This whole article is baffling.
Tom Ritchford

100% agree. *Both* talent and passion are required to be a good developer. You can be OK with one or the other, or you can be a drain on your organization and coworkers with neither.

There are plenty of developers out there with neither, and I do not want to work along side any of them. Go do something rote, not software development.

Having said that, I feel like a lot of people mischaracterize both terms to either mean that someone is a natural genius, or spends every waking hour learning or programming, both of which are silly to expect from everyone.

Talent — The ability to think about things in an abstract way, and understand concepts at a programmatic level. I know multiple friends that are really smart, but can’t think that way. Not there fault, programming just isn’t their thing. Plenty of other careers out there.

High levels of talent makes development more “natural”, and enables easier troubleshooting.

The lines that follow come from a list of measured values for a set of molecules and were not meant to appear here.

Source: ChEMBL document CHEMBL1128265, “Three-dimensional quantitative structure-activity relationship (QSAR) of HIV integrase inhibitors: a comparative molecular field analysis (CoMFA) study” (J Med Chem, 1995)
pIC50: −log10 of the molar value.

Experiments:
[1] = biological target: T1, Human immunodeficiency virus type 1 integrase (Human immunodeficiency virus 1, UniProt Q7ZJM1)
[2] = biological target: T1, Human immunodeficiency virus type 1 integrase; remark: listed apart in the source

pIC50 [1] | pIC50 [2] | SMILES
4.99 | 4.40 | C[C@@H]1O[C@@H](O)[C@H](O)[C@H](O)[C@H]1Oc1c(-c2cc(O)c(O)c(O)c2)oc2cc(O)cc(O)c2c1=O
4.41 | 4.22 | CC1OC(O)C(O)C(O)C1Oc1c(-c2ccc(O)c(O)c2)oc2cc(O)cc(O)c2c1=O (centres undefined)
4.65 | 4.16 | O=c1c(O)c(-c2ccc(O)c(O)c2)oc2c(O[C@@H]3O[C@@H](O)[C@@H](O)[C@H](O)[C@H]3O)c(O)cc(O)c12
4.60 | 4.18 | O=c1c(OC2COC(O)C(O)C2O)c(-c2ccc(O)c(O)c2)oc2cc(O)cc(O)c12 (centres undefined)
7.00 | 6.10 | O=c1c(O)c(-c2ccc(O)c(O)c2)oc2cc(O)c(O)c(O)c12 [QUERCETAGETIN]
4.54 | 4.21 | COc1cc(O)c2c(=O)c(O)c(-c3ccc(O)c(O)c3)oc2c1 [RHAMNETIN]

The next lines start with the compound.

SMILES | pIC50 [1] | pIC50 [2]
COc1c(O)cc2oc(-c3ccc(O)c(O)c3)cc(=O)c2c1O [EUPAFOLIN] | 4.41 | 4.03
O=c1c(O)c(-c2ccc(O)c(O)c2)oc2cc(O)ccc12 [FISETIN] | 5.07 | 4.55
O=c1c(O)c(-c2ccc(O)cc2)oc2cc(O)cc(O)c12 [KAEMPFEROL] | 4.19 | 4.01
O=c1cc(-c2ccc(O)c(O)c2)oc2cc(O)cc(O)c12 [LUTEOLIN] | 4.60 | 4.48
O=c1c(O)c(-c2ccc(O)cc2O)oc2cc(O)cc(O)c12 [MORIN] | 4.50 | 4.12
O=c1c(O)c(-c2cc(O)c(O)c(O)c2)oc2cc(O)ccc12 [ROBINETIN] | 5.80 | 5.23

Passion — Enjoying what you do. Having a drive to be good at it. Not seeing it as a simple rote job, but as something that is fun to do.

High levels of passion leads to side projects (not company time or company related), learning and keeping up to speed on new developments (critical long term), and not getting burnt out when debugging through boring code for hours on end.

If you lack both of these then you are doing yourself a disservice to take up programming as a career. It may pay well, but your better off having higher quality of life, and doing something you are good at, and enjoy. Not saying this as an elitist, just saying there are jobs for every kind of person. Don’t do one that isn’t the best one for you.

One clap, two clap, three clap, forty?

By clapping more or less, you can signal to us which stories really stand out.